And there are more documents, echoing decades of this knowledge, including one analysis from a top official at the industry’s most powerful trade group. “The costs of separating plastics … are high,” he tells colleagues, before noting that the cost of using oil to make plastic is so low that recycling plastic waste “can’t yet be justified economically.”

Larry Thomas, the former president of the Society of the Plastics Industry, worked side by side with top oil and plastics executives.

He’s retired now, on the coast of Florida where he likes to bike, and feels conflicted about the time he worked with the plastics industry.

“I did what the industry wanted me to do, that’s for sure,” he says. “But my personal views didn’t always jibe with the views I had to take as part of my job.”

Thomas took over back in the late 1980s, and back then, plastic was in a crisis. There was too much plastic trash. The public was getting upset.

Garten Services, a recycling facility in Oregon, where paper and metals still have markets but most plastic is thrown away. All plastic must first go through a recycling facility like this one, but only a fraction of the plastic produced actually winds up getting recycled.

In one document from 1989, Thomas calls executives at Exxon, Chevron, Amoco, Dow, DuPont, Procter & Gamble and others to a private meeting at the Ritz-Carlton in Washington.

“The image of plastics is deteriorating at an alarming rate,” he wrote. “We are approaching a point of no return.”

He told the executives they needed to act.

The “viability of the industry and the profitability of your company” are at stake.

Thomas remembers now.

“The feeling was the plastics industry was under fire — we got to do what it takes to take the heat off, because we want to continue to make plastic products,” he says.

At this time, Thomas had a co-worker named Lew Freeman. He was a vice president of the lobbying group. He remembers many of the meetings like the one in Washington.

“The basic question on the table was, You guys as our trade association in the plastics industry aren’t doing enough — we need to do more,” Freeman says. “I remember this is one of those exchanges that sticks with me 35 years later or however long it’s been … and it was what we need to do is … advertise our way out of it. That was the idea thrown out.”

So began the plastics industry’s $50 million-a-year ad campaign promoting the benefits of plastic.

“Presenting the possibilities of plastic!” one iconic ad blared, showing kids in bike helmets and plastic bags floating in the air.

“This advertising was motivated first and foremost by legislation and other initiatives that were being introduced in state legislatures and sometimes in Congress,” Freeman says, “to ban or curb the use of plastics because of its performance in the waste stream.”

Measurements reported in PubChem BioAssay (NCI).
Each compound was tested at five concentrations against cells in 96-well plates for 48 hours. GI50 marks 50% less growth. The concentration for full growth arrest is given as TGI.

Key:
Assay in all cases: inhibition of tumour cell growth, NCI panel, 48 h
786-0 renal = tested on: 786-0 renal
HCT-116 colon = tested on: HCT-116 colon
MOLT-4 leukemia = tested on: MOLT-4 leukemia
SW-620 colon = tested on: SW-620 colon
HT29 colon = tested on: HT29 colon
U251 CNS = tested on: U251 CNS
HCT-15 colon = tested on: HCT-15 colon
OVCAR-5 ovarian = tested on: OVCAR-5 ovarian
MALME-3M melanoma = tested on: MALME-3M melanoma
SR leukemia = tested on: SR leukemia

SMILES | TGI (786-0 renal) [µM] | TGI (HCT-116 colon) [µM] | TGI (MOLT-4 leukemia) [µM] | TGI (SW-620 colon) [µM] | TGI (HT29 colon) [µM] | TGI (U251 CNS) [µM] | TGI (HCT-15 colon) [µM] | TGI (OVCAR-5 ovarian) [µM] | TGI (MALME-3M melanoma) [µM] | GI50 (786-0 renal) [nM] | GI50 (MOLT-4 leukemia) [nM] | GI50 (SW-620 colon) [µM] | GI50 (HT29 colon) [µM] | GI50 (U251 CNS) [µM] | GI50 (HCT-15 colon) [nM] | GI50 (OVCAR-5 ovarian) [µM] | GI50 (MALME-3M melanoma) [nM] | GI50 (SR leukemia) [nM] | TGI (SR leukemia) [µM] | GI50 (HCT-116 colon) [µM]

At the same time, the industry launched a number of feel-good projects, telling the public to recycle plastic. It funded sorting machines, recycling centers, nonprofits, even expensive benches outside grocery stores made out of plastic bags.

Few of these projects actually turned much plastic into new things.

NPR tracked down almost a dozen projects the industry publicized starting in 1989. All of them shuttered or failed by the mid-1990s. Mobil’s Massachusetts recycling facility lasted three years, for example. Amoco’s project to recycle plastic in New York schools lasted two. Dow and Huntsman’s highly publicized plan to recycle plastic in national parks made it to seven out of 419 parks before the companies cut funding.

None of them was able to get past the economics: Making new plastic out of oil is cheaper and easier than making it out of plastic trash.

Both Freeman and Thomas, the head of the lobbying group, say the executives all knew that.

“There was a lot of discussion about how difficult it was to recycle,” Thomas remembers. “They knew that the infrastructure wasn’t there to really have recycling amount to a whole lot.”

Even as the ads played and the projects got underway, Thomas and Freeman say industry officials wanted to get recycling plastic into people’s homes and outside on their curbs with blue bins.

The industry created a special group called the Council for Solid Waste Solutions and brought a man from DuPont, Ron Liesemer, over to run it.

Liesemer’s job was to at least try to make recycling work — because there was some hope, he said, however unlikely, that maybe if they could get recycling started, somehow the economics of it all would work itself out.

“I had no staff, but I had money,” Liesemer says. “Millions of dollars.”